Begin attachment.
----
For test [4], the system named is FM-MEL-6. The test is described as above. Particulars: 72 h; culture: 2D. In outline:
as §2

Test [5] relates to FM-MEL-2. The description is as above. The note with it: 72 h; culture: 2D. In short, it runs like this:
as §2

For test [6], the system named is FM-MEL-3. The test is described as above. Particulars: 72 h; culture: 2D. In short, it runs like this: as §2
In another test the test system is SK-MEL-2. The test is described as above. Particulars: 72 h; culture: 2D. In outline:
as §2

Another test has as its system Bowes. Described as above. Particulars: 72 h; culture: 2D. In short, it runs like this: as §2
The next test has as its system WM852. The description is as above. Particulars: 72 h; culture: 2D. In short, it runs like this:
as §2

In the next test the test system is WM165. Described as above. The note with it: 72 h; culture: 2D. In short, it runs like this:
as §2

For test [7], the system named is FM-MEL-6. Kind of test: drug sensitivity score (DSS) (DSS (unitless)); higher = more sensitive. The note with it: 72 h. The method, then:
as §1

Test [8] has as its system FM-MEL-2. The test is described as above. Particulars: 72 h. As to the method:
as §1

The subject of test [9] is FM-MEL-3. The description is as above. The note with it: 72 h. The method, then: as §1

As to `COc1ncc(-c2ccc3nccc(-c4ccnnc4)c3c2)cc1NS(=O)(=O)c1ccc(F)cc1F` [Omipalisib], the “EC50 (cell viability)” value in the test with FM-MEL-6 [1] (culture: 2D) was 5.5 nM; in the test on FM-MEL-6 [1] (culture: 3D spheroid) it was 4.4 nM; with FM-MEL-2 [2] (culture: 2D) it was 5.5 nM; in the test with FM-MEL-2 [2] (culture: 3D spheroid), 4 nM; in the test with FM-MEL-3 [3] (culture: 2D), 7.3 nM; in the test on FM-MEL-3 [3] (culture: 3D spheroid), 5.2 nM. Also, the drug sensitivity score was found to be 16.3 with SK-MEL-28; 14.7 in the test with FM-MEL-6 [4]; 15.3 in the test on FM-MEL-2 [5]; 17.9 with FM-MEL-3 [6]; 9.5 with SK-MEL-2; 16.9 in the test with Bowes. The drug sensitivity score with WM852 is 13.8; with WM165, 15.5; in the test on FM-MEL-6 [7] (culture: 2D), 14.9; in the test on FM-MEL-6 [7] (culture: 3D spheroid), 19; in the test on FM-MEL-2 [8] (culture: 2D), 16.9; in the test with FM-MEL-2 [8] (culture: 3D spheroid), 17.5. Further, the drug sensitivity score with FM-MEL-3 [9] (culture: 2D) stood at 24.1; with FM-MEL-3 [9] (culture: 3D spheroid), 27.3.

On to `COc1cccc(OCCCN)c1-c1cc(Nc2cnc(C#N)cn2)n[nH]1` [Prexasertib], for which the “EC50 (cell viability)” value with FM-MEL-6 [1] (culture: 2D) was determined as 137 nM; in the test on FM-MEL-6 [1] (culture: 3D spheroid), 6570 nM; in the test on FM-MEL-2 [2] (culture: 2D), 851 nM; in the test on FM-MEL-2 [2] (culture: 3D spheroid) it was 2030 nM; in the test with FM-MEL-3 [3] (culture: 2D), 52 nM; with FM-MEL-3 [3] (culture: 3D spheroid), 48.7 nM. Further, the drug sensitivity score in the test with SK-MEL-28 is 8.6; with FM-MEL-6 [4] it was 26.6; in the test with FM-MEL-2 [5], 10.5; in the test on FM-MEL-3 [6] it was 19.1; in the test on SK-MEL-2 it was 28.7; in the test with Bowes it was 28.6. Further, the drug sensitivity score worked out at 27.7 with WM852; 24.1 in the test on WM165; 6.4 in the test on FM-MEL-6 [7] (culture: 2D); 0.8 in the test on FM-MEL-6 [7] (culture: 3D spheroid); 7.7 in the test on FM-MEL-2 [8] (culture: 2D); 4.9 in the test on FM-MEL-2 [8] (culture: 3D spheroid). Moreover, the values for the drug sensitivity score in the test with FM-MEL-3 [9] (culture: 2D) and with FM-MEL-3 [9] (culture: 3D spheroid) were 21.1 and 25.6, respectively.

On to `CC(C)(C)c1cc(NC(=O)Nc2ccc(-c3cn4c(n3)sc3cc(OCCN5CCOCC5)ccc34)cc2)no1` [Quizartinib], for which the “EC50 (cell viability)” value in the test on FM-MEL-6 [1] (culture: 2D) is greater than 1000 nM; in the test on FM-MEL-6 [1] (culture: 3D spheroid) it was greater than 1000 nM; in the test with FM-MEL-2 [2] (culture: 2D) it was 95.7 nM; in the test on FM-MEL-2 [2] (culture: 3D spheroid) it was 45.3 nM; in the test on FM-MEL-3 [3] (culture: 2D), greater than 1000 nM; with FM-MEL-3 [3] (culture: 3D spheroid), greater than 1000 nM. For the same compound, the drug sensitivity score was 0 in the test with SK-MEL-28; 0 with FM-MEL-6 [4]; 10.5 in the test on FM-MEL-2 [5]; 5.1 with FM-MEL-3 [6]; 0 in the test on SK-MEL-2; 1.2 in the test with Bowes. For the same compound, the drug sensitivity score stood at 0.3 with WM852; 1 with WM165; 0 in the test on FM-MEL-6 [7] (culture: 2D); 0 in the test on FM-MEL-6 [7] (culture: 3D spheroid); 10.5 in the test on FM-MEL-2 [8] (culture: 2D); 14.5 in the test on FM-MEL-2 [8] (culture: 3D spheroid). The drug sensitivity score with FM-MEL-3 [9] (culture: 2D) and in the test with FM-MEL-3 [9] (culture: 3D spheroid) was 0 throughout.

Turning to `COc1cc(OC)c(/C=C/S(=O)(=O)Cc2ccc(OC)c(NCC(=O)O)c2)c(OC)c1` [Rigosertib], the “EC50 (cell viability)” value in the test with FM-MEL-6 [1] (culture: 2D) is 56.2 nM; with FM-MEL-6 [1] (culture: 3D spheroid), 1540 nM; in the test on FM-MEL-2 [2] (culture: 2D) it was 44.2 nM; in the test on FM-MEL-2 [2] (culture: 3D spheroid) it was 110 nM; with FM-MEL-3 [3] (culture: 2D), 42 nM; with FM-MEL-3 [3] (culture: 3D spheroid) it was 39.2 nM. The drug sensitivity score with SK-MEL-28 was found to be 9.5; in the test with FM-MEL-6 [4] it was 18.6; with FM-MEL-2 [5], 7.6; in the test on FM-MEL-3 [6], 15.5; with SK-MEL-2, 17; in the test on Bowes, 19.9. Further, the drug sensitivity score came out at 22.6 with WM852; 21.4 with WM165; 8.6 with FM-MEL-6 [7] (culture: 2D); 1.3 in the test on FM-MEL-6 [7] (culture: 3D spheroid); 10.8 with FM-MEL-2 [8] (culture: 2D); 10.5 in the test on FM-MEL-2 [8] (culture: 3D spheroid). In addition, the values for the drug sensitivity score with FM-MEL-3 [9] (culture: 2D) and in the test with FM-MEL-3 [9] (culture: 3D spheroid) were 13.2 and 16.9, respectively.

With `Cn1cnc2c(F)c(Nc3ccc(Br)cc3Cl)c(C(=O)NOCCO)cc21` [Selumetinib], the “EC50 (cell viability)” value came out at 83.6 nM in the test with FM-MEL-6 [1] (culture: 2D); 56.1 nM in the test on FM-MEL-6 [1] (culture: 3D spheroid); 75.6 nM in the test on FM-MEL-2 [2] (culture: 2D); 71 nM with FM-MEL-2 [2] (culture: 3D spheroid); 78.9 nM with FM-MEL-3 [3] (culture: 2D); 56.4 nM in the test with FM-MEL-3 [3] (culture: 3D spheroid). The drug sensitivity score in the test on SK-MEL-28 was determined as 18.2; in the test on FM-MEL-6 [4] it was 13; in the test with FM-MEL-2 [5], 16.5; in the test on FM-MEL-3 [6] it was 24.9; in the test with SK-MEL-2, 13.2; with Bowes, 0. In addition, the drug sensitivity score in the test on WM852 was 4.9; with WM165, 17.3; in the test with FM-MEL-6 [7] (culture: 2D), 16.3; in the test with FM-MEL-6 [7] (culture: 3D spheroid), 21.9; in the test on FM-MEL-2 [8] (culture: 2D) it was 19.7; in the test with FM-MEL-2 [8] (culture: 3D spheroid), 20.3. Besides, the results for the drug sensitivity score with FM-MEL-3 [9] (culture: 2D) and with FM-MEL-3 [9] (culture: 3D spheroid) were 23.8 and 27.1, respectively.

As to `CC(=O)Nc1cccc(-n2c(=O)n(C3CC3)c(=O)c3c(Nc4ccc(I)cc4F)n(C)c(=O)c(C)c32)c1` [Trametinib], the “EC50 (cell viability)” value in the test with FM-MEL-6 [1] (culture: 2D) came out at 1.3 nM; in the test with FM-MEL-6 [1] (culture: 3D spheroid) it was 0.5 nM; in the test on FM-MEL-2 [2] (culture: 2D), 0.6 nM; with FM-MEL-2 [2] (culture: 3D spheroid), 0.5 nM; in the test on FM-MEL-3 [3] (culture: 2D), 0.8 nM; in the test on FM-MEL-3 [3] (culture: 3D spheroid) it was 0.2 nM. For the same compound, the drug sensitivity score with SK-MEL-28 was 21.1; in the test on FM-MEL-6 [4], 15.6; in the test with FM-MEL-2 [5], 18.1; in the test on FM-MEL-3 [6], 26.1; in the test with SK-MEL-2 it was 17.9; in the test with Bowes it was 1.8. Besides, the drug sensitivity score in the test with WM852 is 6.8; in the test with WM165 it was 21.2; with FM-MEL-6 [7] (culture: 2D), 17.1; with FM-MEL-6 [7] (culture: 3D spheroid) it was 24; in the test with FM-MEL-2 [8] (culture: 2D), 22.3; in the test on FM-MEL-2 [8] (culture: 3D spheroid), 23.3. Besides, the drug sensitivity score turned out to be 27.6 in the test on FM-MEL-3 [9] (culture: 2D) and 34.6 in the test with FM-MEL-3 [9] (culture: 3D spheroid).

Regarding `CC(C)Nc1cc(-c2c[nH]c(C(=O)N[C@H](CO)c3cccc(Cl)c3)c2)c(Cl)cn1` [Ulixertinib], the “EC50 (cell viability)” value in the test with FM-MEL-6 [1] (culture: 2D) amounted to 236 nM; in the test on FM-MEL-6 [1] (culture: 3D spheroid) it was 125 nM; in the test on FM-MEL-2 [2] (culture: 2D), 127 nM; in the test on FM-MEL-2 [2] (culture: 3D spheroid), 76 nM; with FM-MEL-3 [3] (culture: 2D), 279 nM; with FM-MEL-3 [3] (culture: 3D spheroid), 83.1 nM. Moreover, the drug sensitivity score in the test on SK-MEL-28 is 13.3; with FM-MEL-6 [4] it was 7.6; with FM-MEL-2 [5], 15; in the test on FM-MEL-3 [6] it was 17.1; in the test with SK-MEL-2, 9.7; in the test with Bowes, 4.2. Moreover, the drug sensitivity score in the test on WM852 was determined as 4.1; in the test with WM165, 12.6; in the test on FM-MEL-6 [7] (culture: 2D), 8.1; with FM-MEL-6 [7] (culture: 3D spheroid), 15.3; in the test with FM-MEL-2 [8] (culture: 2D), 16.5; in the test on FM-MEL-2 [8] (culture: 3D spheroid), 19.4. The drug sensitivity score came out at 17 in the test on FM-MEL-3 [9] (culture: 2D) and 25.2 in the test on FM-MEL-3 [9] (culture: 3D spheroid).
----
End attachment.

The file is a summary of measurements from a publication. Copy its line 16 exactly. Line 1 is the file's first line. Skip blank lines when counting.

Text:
as §1